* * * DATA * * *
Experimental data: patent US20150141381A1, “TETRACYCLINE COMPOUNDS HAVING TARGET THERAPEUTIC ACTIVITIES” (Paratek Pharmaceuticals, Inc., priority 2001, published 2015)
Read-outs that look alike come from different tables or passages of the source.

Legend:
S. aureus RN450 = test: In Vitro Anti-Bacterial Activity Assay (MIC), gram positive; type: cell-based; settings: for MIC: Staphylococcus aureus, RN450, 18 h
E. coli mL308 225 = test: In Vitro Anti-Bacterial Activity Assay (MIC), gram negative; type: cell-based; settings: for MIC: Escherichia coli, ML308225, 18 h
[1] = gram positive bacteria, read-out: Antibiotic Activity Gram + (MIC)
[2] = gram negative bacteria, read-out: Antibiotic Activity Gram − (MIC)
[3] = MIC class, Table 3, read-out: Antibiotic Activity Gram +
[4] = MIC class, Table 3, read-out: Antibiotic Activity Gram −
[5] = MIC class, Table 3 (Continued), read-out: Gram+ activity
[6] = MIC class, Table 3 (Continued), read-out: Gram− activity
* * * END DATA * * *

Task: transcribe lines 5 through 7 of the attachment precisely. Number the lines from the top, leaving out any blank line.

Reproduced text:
E. coli mL308 225 = test: In Vitro Anti-Bacterial Activity Assay (MIC), gram negative; type: cell-based; settings: for MIC: Escherichia coli, ML308225, 18 h
[1] = gram positive bacteria, read-out: Antibiotic Activity Gram + (MIC)
[2] = gram negative bacteria, read-out: Antibiotic Activity Gram − (MIC)